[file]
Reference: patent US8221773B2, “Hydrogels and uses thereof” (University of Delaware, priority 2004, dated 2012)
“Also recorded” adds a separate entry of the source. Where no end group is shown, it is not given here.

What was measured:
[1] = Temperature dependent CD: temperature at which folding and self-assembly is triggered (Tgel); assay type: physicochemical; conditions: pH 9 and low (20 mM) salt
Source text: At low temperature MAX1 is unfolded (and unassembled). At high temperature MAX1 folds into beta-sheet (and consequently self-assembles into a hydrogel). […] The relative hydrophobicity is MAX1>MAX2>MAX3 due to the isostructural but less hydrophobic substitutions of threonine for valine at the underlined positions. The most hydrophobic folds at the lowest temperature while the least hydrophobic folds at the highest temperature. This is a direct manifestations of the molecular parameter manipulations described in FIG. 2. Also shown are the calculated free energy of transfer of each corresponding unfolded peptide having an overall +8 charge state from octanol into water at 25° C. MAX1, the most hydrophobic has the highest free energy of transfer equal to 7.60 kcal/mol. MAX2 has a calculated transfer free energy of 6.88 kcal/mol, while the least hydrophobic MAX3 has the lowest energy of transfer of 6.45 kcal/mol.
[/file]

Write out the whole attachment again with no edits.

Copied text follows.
Reference: patent US8221773B2, “Hydrogels and uses thereof” (University of Delaware, priority 2004, dated 2012)
“Also recorded” adds a separate entry of the source. Where no end group is shown, it is not given here.

What was measured:
[1] = Temperature dependent CD: temperature at which folding and self-assembly is triggered (Tgel); assay type: physicochemical; conditions: pH 9 and low (20 mM) salt
Source text: At low temperature MAX1 is unfolded (and unassembled). At high temperature MAX1 folds into beta-sheet (and consequently self-assembles into a hydrogel). […] The relative hydrophobicity is MAX1>MAX2>MAX3 due to the isostructural but less hydrophobic substitutions of threonine for valine at the underlined positions. The most hydrophobic folds at the lowest temperature while the least hydrophobic folds at the highest temperature. This is a direct manifestations of the molecular parameter manipulations described in FIG. 2. Also shown are the calculated free energy of transfer of each corresponding unfolded peptide having an overall +8 charge state from octanol into water at 25° C. MAX1, the most hydrophobic has the highest free energy of transfer equal to 7.60 kcal/mol. MAX2 has a calculated transfer free energy of 6.88 kcal/mol, while the least hydrophobic MAX3 has the lowest energy of transfer of 6.45 kcal/mol.